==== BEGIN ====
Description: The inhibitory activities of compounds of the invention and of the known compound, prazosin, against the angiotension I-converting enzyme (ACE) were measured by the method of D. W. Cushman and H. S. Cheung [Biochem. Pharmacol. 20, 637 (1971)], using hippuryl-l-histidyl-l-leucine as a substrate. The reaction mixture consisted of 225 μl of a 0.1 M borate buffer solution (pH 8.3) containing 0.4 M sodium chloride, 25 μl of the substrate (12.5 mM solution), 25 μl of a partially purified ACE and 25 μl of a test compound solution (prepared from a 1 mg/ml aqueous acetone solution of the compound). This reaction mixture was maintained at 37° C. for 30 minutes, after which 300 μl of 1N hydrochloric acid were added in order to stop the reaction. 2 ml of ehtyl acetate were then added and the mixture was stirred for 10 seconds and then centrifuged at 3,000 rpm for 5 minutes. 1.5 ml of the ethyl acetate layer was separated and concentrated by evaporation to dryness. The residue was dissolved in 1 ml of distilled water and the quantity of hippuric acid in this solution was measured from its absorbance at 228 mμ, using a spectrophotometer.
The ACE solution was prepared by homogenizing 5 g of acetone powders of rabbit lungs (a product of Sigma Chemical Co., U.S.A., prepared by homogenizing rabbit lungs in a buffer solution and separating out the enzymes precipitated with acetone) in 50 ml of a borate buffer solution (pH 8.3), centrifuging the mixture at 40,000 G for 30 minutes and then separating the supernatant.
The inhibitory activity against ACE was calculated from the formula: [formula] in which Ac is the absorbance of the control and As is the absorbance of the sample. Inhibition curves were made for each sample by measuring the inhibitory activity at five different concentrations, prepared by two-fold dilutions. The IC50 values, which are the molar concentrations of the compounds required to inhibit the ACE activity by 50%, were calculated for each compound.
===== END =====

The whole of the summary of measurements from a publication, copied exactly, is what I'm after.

Description: The inhibitory activities of compounds of the invention and of the known compound, prazosin, against the angiotension I-converting enzyme (ACE) were measured by the method of D. W. Cushman and H. S. Cheung [Biochem. Pharmacol. 20, 637 (1971)], using hippuryl-l-histidyl-l-leucine as a substrate. The reaction mixture consisted of 225 μl of a 0.1 M borate buffer solution (pH 8.3) containing 0.4 M sodium chloride, 25 μl of the substrate (12.5 mM solution), 25 μl of a partially purified ACE and 25 μl of a test compound solution (prepared from a 1 mg/ml aqueous acetone solution of the compound). This reaction mixture was maintained at 37° C. for 30 minutes, after which 300 μl of 1N hydrochloric acid were added in order to stop the reaction. 2 ml of ehtyl acetate were then added and the mixture was stirred for 10 seconds and then centrifuged at 3,000 rpm for 5 minutes. 1.5 ml of the ethyl acetate layer was separated and concentrated by evaporation to dryness. The residue was dissolved in 1 ml of distilled water and the quantity of hippuric acid in this solution was measured from its absorbance at 228 mμ, using a spectrophotometer.
The ACE solution was prepared by homogenizing 5 g of acetone powders of rabbit lungs (a product of Sigma Chemical Co., U.S.A., prepared by homogenizing rabbit lungs in a buffer solution and separating out the enzymes precipitated with acetone) in 50 ml of a borate buffer solution (pH 8.3), centrifuging the mixture at 40,000 G for 30 minutes and then separating the supernatant.
The inhibitory activity against ACE was calculated from the formula: [formula] in which Ac is the absorbance of the control and As is the absorbance of the sample. Inhibition curves were made for each sample by measuring the inhibitory activity at five different concentrations, prepared by two-fold dilutions. The IC50 values, which are the molar concentrations of the compounds required to inhibit the ACE activity by 50%, were calculated for each compound.